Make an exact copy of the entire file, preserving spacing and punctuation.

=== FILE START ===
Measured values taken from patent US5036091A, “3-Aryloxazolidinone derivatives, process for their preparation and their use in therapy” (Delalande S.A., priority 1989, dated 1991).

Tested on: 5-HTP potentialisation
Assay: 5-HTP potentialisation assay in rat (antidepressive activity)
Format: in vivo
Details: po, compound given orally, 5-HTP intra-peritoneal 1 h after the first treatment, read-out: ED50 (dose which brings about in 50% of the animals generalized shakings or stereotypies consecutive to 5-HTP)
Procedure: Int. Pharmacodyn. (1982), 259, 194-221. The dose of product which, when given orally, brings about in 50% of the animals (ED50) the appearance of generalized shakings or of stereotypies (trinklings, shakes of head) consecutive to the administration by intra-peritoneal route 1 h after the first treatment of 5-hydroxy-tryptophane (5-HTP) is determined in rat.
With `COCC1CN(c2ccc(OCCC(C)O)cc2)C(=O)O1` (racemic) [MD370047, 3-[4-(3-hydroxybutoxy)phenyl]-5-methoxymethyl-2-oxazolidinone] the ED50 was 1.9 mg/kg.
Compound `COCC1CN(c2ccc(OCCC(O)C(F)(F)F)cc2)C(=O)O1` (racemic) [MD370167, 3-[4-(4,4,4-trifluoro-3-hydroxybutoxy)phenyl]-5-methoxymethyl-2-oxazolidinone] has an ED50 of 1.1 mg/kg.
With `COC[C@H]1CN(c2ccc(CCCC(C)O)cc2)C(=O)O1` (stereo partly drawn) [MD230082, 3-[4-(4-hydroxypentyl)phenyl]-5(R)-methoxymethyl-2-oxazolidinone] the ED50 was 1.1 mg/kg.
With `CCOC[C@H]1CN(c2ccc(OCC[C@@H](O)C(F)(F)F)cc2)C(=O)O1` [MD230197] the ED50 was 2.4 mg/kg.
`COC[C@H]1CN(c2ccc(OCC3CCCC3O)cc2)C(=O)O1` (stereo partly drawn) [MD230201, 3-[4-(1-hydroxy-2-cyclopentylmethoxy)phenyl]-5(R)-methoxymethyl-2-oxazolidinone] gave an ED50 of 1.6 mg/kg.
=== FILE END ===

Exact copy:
Measured values taken from patent US5036091A, “3-Aryloxazolidinone derivatives, process for their preparation and their use in therapy” (Delalande S.A., priority 1989, dated 1991).

Tested on: 5-HTP potentialisation
Assay: 5-HTP potentialisation assay in rat (antidepressive activity)
Format: in vivo
Details: po, compound given orally, 5-HTP intra-peritoneal 1 h after the first treatment, read-out: ED50 (dose which brings about in 50% of the animals generalized shakings or stereotypies consecutive to 5-HTP)
Procedure: Int. Pharmacodyn. (1982), 259, 194-221. The dose of product which, when given orally, brings about in 50% of the animals (ED50) the appearance of generalized shakings or of stereotypies (trinklings, shakes of head) consecutive to the administration by intra-peritoneal route 1 h after the first treatment of 5-hydroxy-tryptophane (5-HTP) is determined in rat.
With `COCC1CN(c2ccc(OCCC(C)O)cc2)C(=O)O1` (racemic) [MD370047, 3-[4-(3-hydroxybutoxy)phenyl]-5-methoxymethyl-2-oxazolidinone] the ED50 was 1.9 mg/kg.
Compound `COCC1CN(c2ccc(OCCC(O)C(F)(F)F)cc2)C(=O)O1` (racemic) [MD370167, 3-[4-(4,4,4-trifluoro-3-hydroxybutoxy)phenyl]-5-methoxymethyl-2-oxazolidinone] has an ED50 of 1.1 mg/kg.
With `COC[C@H]1CN(c2ccc(CCCC(C)O)cc2)C(=O)O1` (stereo partly drawn) [MD230082, 3-[4-(4-hydroxypentyl)phenyl]-5(R)-methoxymethyl-2-oxazolidinone] the ED50 was 1.1 mg/kg.
With `CCOC[C@H]1CN(c2ccc(OCC[C@@H](O)C(F)(F)F)cc2)C(=O)O1` [MD230197] the ED50 was 2.4 mg/kg.
`COC[C@H]1CN(c2ccc(OCC3CCCC3O)cc2)C(=O)O1` (stereo partly drawn) [MD230201, 3-[4-(1-hydroxy-2-cyclopentylmethoxy)phenyl]-5(R)-methoxymethyl-2-oxazolidinone] gave an ED50 of 1.6 mg/kg.